Commonly known as the icon of fear, the great white shark is, sadly, a victim of entrenched stereotyping and Hollywood drama. Being the ocean’s Apex Predator, perhaps there is sound reason for the fear they incite, but how much of it is fact over fiction?
In 2016, the International Shark Attack File (ISAF) reported 154 alleged shark attacks worldwide. Upon investigation, 84 of these cases were confirmed to be unprovoked attacks, with the remaining 70 incidents comprising of 39 provoked attacks, 12 boat attacks, one involving post-mortem bites, and the rest were either regarded as not involving a shark, or had insufficient evidence.
Out of the average 100-plus annual shark attacks worldwide, about one-third attributed to great whites. Most cases are not fatal, and new research had found that great whites are “sample biting” out of natural curiosity before releasing their victims. In an article from British newspaper, The Guardian, John West from Taronga Zoo, Sydney explains that great white injuries usually range from minor teeth marks to slashing-type wounds. “However, in these interaction, it would seem that sharks are not intent on feeding on humans and may find human flesh unpalatable. While they do bite people, they rarely eat them,” says West.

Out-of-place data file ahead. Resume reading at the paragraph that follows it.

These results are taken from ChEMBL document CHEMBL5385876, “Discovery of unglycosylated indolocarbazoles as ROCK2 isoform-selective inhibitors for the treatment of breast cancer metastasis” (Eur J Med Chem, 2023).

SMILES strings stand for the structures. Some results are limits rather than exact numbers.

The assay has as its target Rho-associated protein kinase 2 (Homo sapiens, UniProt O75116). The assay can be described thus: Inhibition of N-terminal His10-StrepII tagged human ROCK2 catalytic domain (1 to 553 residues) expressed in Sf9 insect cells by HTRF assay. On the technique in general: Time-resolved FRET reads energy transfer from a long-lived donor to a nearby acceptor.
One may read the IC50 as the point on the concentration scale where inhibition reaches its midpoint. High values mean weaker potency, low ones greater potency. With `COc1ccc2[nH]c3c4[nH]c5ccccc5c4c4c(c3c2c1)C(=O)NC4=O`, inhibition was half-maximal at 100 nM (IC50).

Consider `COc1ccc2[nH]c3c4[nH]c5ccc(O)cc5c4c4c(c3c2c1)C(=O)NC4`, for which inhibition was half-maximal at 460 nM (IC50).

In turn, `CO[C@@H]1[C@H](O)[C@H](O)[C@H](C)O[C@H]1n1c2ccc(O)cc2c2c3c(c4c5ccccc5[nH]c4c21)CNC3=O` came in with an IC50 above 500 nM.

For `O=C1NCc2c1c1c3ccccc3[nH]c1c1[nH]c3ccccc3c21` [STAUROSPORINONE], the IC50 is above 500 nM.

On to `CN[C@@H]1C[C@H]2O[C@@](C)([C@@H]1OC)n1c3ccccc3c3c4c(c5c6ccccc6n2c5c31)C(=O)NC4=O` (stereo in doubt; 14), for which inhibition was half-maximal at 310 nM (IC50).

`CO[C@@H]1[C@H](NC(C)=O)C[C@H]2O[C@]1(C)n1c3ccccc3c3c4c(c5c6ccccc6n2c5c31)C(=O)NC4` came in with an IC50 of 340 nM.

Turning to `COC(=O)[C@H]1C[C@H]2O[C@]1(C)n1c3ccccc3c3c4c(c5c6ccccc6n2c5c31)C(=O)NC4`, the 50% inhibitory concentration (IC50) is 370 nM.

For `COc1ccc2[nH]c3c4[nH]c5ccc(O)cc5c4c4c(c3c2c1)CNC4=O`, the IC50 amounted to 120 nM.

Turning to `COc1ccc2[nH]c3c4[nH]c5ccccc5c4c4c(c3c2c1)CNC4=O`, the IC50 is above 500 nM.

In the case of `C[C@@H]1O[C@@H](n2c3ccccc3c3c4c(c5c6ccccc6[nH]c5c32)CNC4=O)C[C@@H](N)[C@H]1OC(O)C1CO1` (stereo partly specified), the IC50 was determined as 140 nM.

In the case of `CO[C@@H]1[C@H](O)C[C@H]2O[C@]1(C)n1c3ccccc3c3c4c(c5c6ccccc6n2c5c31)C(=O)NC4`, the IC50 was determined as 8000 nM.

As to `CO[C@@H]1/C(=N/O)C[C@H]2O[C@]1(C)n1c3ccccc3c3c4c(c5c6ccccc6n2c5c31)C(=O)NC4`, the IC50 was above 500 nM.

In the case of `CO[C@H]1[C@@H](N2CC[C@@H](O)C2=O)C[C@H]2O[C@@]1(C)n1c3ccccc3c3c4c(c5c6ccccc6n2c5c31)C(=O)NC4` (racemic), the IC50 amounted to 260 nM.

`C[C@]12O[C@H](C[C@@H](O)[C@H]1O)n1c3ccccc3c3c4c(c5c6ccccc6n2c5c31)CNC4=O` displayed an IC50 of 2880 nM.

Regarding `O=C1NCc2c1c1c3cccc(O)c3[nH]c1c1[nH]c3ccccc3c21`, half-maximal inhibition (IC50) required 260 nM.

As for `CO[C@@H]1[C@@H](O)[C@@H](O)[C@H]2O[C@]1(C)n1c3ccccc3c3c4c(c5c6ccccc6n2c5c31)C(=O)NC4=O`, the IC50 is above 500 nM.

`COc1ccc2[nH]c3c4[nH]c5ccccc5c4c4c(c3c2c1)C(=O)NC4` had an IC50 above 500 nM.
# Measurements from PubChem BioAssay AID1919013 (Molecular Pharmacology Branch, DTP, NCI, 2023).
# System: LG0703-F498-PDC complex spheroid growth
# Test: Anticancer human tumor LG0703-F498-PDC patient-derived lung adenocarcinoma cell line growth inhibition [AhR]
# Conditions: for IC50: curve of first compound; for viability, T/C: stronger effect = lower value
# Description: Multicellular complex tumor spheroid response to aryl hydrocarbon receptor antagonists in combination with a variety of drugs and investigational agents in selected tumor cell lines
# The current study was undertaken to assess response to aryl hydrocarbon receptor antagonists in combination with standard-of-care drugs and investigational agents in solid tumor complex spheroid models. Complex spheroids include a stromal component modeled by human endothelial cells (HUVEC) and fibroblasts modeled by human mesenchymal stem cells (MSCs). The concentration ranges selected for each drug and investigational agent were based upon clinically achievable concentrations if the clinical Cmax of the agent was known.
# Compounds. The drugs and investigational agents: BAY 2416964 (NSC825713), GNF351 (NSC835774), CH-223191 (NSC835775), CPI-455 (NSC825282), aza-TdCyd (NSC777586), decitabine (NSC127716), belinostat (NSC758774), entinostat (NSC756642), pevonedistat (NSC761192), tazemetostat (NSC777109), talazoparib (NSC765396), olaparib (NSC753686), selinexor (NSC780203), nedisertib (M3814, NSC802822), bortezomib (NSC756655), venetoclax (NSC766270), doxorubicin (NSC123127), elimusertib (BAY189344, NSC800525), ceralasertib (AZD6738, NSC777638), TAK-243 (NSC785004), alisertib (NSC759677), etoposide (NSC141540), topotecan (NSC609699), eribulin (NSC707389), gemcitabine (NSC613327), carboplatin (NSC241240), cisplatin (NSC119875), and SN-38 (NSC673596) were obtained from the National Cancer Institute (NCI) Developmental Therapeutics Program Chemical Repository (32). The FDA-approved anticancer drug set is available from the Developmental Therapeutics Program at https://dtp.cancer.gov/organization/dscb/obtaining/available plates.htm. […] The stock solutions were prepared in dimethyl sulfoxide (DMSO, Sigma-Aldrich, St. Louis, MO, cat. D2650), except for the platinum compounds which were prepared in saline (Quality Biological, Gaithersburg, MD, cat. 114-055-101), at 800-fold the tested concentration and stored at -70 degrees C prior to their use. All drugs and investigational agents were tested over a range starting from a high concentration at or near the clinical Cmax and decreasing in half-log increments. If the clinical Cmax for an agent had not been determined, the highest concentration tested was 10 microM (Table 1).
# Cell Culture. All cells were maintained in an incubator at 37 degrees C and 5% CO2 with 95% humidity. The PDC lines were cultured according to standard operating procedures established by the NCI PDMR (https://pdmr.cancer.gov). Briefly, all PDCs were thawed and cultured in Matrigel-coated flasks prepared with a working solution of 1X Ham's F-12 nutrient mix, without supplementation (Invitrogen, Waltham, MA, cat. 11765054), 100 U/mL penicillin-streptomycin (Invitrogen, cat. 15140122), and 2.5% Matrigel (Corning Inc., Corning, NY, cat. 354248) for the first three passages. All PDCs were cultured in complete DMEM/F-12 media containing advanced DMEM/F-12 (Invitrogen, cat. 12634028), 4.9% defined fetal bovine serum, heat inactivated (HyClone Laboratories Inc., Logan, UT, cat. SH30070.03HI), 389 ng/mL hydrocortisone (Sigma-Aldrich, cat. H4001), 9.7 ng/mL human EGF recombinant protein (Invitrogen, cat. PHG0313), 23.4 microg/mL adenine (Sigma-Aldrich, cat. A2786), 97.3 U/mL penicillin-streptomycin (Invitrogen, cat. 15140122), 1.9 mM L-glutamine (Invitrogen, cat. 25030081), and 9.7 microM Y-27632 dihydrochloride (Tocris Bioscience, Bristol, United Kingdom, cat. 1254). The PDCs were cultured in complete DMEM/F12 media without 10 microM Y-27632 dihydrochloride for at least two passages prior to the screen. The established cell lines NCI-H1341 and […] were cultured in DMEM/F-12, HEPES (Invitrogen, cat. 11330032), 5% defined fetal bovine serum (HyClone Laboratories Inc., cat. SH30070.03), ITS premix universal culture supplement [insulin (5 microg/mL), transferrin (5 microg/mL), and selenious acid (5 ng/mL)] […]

Most of the time, shark attacks occur due to humans – particularly surfers – being mistaken for prey such as seals or sea lions. When sharks hunt, they adopt an ambush approach called the Polaris attack. They prowl on the bottom, looking for prey before they barrel out to the surface and attack their chosen target.
But don’t be mistaken, great whites are not homogeneously savage, and are not likely to attack a human. Their behaviour changes depending on motivation, hunger levels, and even the time of the year. Given their unpredictability, quantifying their behaviour had proven difficult, but white shark researchers have become so familiar with their subjects that they can instantly indentify a shark based on it’s appearance and behaviour.
In an interview with Tower Magazine, Dr Rachel Robbins, the Chief Scientist of Fox Shark Research Foundation, explains, “They all seem to have their own little personality. They’re not just this mindless eating machine that people think they are. We have ones that are more curious or more nervous around us than others, while some are really cheeky and others really aloof. It’s just interesting the personalities they have.”